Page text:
He cared not only about learning, but he cared about each of us personally. When I got engaged, my future husband and I spent a Shabbat at his rebbe and a Shabbat at my rebbe—Baruch Hashem, they both approved of our choices, and they both made brachot at our wedding.

But, it was not just deep and meaningful Torah that we learned from Rabbi Kahn.

The Navi Malachi writes:

כִּי שִׂפְתֵי כֹהֵן יִשְׁמְרוּ דַעַת וְתוֹרָה יְבַקְשׁוּ מִפִּיהוּ כִּי מַלְאַךְ ה’ צְבָקוֹת הוּא.

The Gemara in Chagiga and Moed Katan cites Rabbi Yohanan’s interpretation, that this pasuk teaches that we should learn Torah only from a rebbe who is like an angel of God. Rabbi Kahn was a paragon of impeccable middot. Humble, kind, patient, soft-spoken and thoughtful—he was a malach Hashem tzvakot we wanted to emulate.

I think his humility was the most striking middah about him—והאיש משה ענו מאד מכל האדם אשר על פני האדמה. The Torah says that about Moshe Rabbeinu in this story, where his siblings speak lashon hara about him and say that Hashem spoke to them, as well. Hashem calls Moshe to witness the rebuke of Miriam and Aharon, but why?

It seems that He wanted Moshe to hear what He would say—פה אל פה אדבר בו, בכל ביתי נאמן הוא—Moshe had a level of nevuah that far surpassed anyone else’s. But, yet, in that same passage it says that Moshe Rabbeinu was the most humble man in the world.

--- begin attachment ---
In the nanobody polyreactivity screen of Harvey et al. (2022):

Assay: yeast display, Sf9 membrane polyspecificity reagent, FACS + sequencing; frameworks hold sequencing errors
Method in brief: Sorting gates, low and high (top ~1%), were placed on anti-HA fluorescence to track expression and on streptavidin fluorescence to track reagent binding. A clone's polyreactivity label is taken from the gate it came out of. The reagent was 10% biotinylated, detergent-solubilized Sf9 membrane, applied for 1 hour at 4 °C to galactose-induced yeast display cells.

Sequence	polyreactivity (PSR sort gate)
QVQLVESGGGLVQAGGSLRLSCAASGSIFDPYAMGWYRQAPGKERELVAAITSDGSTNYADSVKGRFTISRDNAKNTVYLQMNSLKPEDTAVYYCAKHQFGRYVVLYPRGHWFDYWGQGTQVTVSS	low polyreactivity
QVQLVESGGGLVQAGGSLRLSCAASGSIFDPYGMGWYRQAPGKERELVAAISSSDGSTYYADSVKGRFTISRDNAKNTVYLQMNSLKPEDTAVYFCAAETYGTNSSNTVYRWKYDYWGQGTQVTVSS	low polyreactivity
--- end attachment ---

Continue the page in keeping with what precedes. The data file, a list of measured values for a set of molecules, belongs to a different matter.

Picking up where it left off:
I thought about this recently when I went to visit Rabbi Kahn in Teaneck, in November. There had been an incredible Zoom meeting last year where his students—from over 30 years—expressed their hakarat hatov to him. But, when I asked Rebbetzin Kahn when we saw each other, whether Rabbi Kahn realized the impact he had; she said he didn’t really fully realize it. I think even after hearing it many times, he was just too humble to be able to accept it. Like Moshe Rabbeinu—who heard that he was the greatest navi ever—but was still, just the most humble person in the world.

כל המקיים נפש אחת מישראל כאילו קיים עולם מלא—every person is a whole world, the Mishna in Sanhedrin says that we learn from the fact that Adam was created alone. Rabbi Kahn was one person, but he taught so many women, and so many of those women became teachers who taught more people—as I told my students at Midreshet Lindenbaum today, he is responsible for my learning, and for your learning—שלי ושלכן שלו היא.

Every person who leaves this world lives on through his family, and through the people he touched. I say to Rebbetzin Kahn and to the entire family—this loss is yours first and foremost, and also a loss to his students and to the Torah world. But Rabbi Kahn lives on in the incredible legacy he has left—in the Torah that he spread and continues to spread through his students, grand-students, great-grand-students and so on. We have lost a giant. תהא נשמתו צרורה בצרור החיים.


Rabbanit Sally Mayer serves as rosh midrasha at Ohr Torah Stone’s Midreshet Lindenbaum, as well as teaching Talmud and Halacha at the midrasha.